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Princess Beatrice Borrows the Queen’s Gown and Wedding Tiara

Princess Beatrice, granddaughter of Queen Elizabeth II of England, was married to her fiancé Edoardo Mapelli Mozzi in a surprise, private family wedding. Instead of ordering a custom-designed wedding gown as her royal predecessors had in recent years, she went with “something borrowed”: a beautiful vintage gown and wedding tiara she borrowed from the Queen herself.

Princess Beatrice is ninth in line to the throne. She is the eldest daughter of Prince Andrew, Duke of York, third child of Queen Elizabeth. She and Edoardo had been planning to marry in May, but their wedding was postponed due to the coronavirus pandemic. They decided to hold a family-only ceremony according to the government guidelines at Royal Lodge, Windsor — her childhood home and the current residence of her parents. The wedding is reported to be the first family event that the Queen and her husband have attended since the pandemic broke out.

Perhaps one of the silver linings of COVID-19 is that it has forced a trend of more quiet, intimate family affairs, and they have their own advantages. While the princess’s wedding plans were disrupted, the crisis opened the possibility of making it into a humble and very special event with particular emphasis on honoring family and respecting tradition. Beatrice’s fashion choices certainly reflect this focus.

The Hartnell gown

Recent royal brides have had wedding gowns crafted for them from scratch. Beatrice, by contrast, opted for breathing new life into a lovely ivory gown of her grandmother’s. The Queen wore that dress to the premiere of the film Lawrence of Arabia in 1962 and the State Opening of the Parliament in 1966. It was designed by Norman Hartnell, the same popular 20th-century designer who created Queen Elizabeth’s wedding dress and coronation gown.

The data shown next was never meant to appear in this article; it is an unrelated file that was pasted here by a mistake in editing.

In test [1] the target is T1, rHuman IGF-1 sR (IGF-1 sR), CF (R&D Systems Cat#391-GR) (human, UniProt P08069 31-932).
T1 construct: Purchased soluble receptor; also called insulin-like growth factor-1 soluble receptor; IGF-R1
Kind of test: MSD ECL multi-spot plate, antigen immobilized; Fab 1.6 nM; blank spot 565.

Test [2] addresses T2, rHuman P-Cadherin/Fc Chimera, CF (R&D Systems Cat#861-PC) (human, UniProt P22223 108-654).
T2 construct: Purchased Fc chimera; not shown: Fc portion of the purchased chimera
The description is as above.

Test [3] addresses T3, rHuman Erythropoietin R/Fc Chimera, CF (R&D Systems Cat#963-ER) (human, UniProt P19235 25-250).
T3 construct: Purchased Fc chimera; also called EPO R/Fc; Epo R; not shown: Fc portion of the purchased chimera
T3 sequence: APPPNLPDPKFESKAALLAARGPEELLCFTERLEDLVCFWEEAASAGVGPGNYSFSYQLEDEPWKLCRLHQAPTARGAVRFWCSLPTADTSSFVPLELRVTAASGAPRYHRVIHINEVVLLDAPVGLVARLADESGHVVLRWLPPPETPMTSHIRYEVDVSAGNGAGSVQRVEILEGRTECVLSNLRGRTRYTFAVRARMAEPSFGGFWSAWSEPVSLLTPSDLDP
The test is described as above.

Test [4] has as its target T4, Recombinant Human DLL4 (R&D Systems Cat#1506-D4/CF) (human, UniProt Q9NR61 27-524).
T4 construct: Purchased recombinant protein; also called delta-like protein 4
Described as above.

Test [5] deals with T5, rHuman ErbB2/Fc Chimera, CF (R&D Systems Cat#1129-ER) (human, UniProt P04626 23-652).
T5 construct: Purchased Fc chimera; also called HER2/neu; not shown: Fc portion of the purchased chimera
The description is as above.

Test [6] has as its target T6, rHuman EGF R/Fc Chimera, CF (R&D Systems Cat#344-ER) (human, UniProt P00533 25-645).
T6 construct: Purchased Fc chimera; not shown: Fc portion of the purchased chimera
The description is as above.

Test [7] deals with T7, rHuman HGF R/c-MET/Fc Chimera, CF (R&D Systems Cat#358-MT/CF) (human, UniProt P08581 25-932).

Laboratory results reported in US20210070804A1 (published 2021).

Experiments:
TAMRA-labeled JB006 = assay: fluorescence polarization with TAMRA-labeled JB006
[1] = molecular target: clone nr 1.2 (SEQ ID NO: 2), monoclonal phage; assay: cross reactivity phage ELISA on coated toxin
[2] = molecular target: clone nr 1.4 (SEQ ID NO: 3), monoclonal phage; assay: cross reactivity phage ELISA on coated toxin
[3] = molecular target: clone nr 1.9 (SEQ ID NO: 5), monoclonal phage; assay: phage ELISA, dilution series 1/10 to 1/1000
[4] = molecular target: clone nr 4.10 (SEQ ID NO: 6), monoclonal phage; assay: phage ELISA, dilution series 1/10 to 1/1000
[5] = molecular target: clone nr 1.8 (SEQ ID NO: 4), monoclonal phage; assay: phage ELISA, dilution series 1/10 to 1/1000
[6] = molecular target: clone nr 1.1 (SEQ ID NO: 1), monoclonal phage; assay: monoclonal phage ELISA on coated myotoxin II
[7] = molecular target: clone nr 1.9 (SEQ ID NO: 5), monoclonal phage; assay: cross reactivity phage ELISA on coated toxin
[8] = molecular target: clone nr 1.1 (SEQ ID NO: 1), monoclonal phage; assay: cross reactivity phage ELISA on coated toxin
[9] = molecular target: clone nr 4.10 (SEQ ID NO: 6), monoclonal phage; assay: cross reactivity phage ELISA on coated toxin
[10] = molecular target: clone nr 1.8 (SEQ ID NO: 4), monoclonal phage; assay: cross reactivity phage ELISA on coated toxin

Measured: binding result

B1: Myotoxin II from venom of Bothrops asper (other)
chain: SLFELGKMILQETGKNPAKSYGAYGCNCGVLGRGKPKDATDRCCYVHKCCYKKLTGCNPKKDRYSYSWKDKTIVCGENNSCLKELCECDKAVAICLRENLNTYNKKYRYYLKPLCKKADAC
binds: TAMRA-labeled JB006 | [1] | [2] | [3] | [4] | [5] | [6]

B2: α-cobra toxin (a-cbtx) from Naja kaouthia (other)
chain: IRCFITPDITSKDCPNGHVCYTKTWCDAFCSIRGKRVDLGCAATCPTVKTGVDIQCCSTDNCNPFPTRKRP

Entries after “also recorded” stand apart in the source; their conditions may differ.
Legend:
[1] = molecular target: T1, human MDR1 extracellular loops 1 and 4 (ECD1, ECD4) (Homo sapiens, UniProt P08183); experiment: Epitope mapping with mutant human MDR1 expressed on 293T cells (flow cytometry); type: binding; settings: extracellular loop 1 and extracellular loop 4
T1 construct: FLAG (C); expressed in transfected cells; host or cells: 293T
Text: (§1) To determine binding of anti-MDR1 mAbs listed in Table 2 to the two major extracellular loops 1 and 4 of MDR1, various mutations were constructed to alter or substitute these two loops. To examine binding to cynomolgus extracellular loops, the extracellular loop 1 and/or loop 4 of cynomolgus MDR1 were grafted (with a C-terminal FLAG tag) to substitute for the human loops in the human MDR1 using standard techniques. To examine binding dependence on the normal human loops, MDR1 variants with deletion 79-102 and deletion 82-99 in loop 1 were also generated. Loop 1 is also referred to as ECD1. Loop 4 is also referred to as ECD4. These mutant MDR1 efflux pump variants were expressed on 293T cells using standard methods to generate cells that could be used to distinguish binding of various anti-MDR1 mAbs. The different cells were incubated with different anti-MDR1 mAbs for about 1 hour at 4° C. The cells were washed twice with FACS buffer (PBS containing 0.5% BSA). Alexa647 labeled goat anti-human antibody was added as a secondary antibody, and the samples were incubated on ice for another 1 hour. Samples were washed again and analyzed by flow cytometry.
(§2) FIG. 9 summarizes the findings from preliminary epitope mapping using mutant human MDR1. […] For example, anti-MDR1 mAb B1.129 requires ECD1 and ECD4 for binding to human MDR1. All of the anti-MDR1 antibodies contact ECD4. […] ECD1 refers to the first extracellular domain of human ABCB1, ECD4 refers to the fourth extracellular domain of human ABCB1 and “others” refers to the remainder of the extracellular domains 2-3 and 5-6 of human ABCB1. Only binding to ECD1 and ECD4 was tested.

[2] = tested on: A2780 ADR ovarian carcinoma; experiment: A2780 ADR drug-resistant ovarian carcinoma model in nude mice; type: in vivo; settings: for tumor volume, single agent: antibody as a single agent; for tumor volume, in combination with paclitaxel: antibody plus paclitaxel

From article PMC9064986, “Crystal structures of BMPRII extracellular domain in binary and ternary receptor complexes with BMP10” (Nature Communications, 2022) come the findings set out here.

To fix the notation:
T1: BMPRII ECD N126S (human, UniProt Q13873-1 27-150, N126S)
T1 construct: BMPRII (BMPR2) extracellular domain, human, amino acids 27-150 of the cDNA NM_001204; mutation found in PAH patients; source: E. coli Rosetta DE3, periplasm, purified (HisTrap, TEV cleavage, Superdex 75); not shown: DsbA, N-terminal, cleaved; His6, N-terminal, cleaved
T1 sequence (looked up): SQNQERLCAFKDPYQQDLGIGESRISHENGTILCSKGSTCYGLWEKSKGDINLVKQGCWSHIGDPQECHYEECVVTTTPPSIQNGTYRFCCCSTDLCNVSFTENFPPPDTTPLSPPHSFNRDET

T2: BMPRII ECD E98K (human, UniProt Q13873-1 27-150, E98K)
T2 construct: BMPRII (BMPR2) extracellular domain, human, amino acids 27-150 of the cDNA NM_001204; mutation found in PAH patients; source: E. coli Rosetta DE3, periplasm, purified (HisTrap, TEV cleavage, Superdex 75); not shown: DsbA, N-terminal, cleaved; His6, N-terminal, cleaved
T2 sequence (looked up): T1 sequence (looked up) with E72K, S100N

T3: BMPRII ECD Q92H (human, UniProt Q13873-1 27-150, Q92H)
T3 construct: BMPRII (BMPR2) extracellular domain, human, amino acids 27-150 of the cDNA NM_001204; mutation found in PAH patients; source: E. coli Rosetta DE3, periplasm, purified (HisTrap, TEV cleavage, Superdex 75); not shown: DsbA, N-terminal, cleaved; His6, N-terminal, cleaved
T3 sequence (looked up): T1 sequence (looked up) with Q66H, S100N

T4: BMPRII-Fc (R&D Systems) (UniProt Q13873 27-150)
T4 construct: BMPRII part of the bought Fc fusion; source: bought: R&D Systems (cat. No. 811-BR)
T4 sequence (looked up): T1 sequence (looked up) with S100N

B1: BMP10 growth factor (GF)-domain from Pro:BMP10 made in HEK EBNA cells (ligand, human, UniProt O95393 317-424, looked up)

The gown is made of Peau De Soie taffeta and organza with Duchess satin trim and encrusted with diamanté. The Queen’s senior dresser Angela Kelly and designer Stewart Parvin adapted, remodeled, and fitted the dress to flatter Princess Beatrice. The most obvious update to the dress is the pair of puffy sleeves — possibly to make the dress more conservative and appropriate for a religious ceremony.

Queen Mary’s diamond fringe tiara

Even more special than the dress is the tiara the Queen loaned the princess. Originally belonging to Queen Mary — Elizabeth II’s grandmother — the tiara was made from diamonds originally set in a necklace Mary received as a wedding gift from her groom’s grandmother, Queen Victoria, in 1893. Queen Mary had them reconfigured as a tiara, and they were set in silver and gold in 1919 by E. Wolff and Co. for Garrard. Diamond fringe tiaras were popular in that period, a trend started by the imperial court of the Romanovs in Russia.

Queen Mary gave the tiara to her daughter-in-law, Queen Elizabeth (mother of Elizabeth II), in 1936. It was she who loaned it to the future queen for her wedding in 1947. The tiara actually suffered a wardrobe malfunction that day: when it was placed on Elizabeth’s head, it snapped and had to be fixed in a hurry by a jeweler from Garrard. You can actually see a small gap just to the right of the center fringe when you look at close-ups photos of the bride.

Fortunately, no similar jewelry emergencies seem to have taken place at Princess Beatrice’s wedding!

A return to family roots through wedding attire

Many brides today prefer to have a dress made especially for them: something current and fashionable. But there is something especially moving about a bride’s choice to wear a gown that belonged to a female ancestor on her wedding day. It signals a wish to honor that ancestor’s legacy and carry it with her into her own future.

It’s especially powerful when a member of the British royal family makes this choice — honoring the legacy of the much-loved Queen Elizabeth II, longest-ruling monarch to sit on the British throne.

Click here to take a look at MyHeritage’s British royal family tree!

The post Princess Beatrice Borrows the Queen’s Gown and Wedding Tiara appeared first on MyHeritage Blog.

Source: My Heritage

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